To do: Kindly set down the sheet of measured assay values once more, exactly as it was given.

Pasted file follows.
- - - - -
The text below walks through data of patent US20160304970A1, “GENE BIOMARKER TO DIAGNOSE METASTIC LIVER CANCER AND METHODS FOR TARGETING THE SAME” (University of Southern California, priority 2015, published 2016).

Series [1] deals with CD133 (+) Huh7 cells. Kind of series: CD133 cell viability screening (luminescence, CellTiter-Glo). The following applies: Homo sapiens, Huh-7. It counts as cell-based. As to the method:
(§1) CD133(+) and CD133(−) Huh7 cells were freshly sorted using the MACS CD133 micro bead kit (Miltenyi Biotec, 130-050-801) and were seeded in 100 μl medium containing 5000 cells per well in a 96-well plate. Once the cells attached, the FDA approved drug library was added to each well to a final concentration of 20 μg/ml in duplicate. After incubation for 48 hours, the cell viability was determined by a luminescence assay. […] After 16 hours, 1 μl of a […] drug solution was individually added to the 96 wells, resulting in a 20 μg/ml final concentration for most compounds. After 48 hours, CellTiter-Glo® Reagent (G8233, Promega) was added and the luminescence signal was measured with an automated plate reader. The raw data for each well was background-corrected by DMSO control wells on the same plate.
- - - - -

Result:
The text below walks through data of patent US20160304970A1, “GENE BIOMARKER TO DIAGNOSE METASTIC LIVER CANCER AND METHODS FOR TARGETING THE SAME” (University of Southern California, priority 2015, published 2016).

Series [1] deals with CD133 (+) Huh7 cells. Kind of series: CD133 cell viability screening (luminescence, CellTiter-Glo). The following applies: Homo sapiens, Huh-7. It counts as cell-based. As to the method:
(§1) CD133(+) and CD133(−) Huh7 cells were freshly sorted using the MACS CD133 micro bead kit (Miltenyi Biotec, 130-050-801) and were seeded in 100 μl medium containing 5000 cells per well in a 96-well plate. Once the cells attached, the FDA approved drug library was added to each well to a final concentration of 20 μg/ml in duplicate. After incubation for 48 hours, the cell viability was determined by a luminescence assay. […] After 16 hours, 1 μl of a […] drug solution was individually added to the 96 wells, resulting in a 20 μg/ml final concentration for most compounds. After 48 hours, CellTiter-Glo® Reagent (G8233, Promega) was added and the luminescence signal was measured with an automated plate reader. The raw data for each well was background-corrected by DMSO control wells on the same plate.